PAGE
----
How to Make Carbon Removal Part of Our Climate Journey

How to Make Carbon Removal Part of Our Climate Journey

by Noah Deich

Carbon removal is an essential yet underdeveloped component of the climate solutions portfolio. Here’s why carbon removal is critical for climate action, and a menu of options for what individuals at the beginning of their climate journeys can do has a high impact in the carbon removal field today.

The IPCC just released its 6th Assessment Report (AR6) on climate change. The takeaway? It’s grim, but not hopeless. With enough investment in stopping emissions, we can slow, then halt the rise in CO2 concentrations in the atmosphere.

AR6 also shows that if we only focus on stopping emissions, we won’t stop climate change. Climate change is already here. The scientific data -- alongside increasingly apocalyptic experiences of drought, fire, flooding, and other extreme weather around the globe -- make this clear.

The only way to reverse the damage we’ve done to the atmosphere is carbon removal: capturing and storing CO2 directly from the atmosphere. CO2 is a “long-lived” greenhouse gas and stays in the atmosphere for centuries if left to nature. With carbon removal -- including land-based approaches like tree-planting and agricultural practices that store carbon in soils, or technologies like direct air capture machines -- we can help nature speed up the clean up of CO2 in the atmosphere.

Historically, carbon removal has been relegated to the sidelines of the climate conversation. Back when the IPCC released its first assessment report about 30 years ago, carbon removal was much less urgent. If we had invested in decarbonizing the economy then, we wouldn’t have needed carbon removal at the pace or scale required now.

Unfortunately, carbon removal is nowhere close to the scale required. Technological carbon removal solutions have only been deployed at the thousands of tons per year level. Land-based carbon removal approaches have gained greater traction, but we currently lack a comprehensive database of efforts with consistent standards of permanence and additionality.

We’ll need to learn from the history of other climate technologies. For example, solar, wind, and electric vehicles were all able to come down a cost “learning curve” following a big investment in applied innovation funding coupled with technology-specific incentives to bring solutions to market, creating a snowball effect of lower costs and greater deployments. We will also need standards and technologies for carbon accounting and verification that ensure solutions deliver climate benefits. Labor standards are critical to ensure that removal efforts create family-sustaining jobs. And, we will need to empower communities to co-create projects alongside developers and investors to ensure we advance equity and justice.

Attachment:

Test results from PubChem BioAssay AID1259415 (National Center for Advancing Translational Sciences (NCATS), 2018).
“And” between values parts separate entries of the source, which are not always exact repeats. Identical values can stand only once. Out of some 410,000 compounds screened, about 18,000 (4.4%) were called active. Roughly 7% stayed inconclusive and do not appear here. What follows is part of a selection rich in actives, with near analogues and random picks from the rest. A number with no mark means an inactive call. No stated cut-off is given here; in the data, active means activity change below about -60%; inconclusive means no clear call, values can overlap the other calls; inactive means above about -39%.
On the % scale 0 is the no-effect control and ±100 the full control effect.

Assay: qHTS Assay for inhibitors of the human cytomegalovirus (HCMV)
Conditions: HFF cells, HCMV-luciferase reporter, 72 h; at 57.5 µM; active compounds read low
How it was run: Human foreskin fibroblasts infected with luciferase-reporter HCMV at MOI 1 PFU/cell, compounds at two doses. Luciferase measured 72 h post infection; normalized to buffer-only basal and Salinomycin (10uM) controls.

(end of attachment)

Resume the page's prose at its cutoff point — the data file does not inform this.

Ensuring carbon removal advances equitably from the beginning is not just the moral thing to do, but an essential political requirement. Unlike clean energy, long-run demand for carbon removal will ultimately come from governments procuring “atmospheric clean-up services.” For carbon removal policy to be durable across changes in administration and Congress, we have to make sure that carbon removal delivers robust carbon sequestration, and creates economic and social opportunities while protecting the environment in blue, red, and purple districts alike.

All this means that there’s no better time than today to get started on your carbon removal journey today. Here are three steps that will help anyone looking to engage more deeply in the carbon removal field:

Learn. A wealth of resources now exists for newcomers to get up to speed quickly on the often steep learning curve around carbon removal solutions. The CDR Primer is a great place to start, and is a launchpad for diving deeper into the accelerating academic field. Subscribing to Carbon180’s newsletter will keep you up-to-date on the most important emerging developments in the field. The carbon removal community is also generous with their time and eager to help others -- the MCJ Slack channel and other communities such as Air Miners are great places for learning from others interested in carbon removal.